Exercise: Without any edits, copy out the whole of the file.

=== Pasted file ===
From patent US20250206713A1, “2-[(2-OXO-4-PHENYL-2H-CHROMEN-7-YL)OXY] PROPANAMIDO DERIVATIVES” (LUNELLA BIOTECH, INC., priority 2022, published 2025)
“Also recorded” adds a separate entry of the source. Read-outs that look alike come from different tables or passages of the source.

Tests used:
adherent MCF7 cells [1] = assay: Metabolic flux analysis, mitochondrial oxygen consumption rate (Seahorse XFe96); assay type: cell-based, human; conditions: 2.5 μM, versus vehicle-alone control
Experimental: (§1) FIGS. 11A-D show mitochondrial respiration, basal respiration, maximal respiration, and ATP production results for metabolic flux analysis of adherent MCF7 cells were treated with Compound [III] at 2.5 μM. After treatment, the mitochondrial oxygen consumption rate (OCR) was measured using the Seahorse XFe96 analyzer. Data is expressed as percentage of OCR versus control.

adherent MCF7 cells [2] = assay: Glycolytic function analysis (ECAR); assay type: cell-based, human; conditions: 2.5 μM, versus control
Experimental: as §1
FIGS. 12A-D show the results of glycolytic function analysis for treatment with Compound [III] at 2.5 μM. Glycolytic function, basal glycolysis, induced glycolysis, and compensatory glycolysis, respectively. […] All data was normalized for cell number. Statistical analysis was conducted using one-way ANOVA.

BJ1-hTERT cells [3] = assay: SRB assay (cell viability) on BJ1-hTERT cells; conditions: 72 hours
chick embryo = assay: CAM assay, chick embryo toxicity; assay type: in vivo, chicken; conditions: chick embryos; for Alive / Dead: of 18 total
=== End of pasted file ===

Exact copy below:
From patent US20250206713A1, “2-[(2-OXO-4-PHENYL-2H-CHROMEN-7-YL)OXY] PROPANAMIDO DERIVATIVES” (LUNELLA BIOTECH, INC., priority 2022, published 2025)
“Also recorded” adds a separate entry of the source. Read-outs that look alike come from different tables or passages of the source.

Tests used:
adherent MCF7 cells [1] = assay: Metabolic flux analysis, mitochondrial oxygen consumption rate (Seahorse XFe96); assay type: cell-based, human; conditions: 2.5 μM, versus vehicle-alone control
Experimental: (§1) FIGS. 11A-D show mitochondrial respiration, basal respiration, maximal respiration, and ATP production results for metabolic flux analysis of adherent MCF7 cells were treated with Compound [III] at 2.5 μM. After treatment, the mitochondrial oxygen consumption rate (OCR) was measured using the Seahorse XFe96 analyzer. Data is expressed as percentage of OCR versus control.

adherent MCF7 cells [2] = assay: Glycolytic function analysis (ECAR); assay type: cell-based, human; conditions: 2.5 μM, versus control
Experimental: as §1
FIGS. 12A-D show the results of glycolytic function analysis for treatment with Compound [III] at 2.5 μM. Glycolytic function, basal glycolysis, induced glycolysis, and compensatory glycolysis, respectively. […] All data was normalized for cell number. Statistical analysis was conducted using one-way ANOVA.

BJ1-hTERT cells [3] = assay: SRB assay (cell viability) on BJ1-hTERT cells; conditions: 72 hours
chick embryo = assay: CAM assay, chick embryo toxicity; assay type: in vivo, chicken; conditions: chick embryos; for Alive / Dead: of 18 total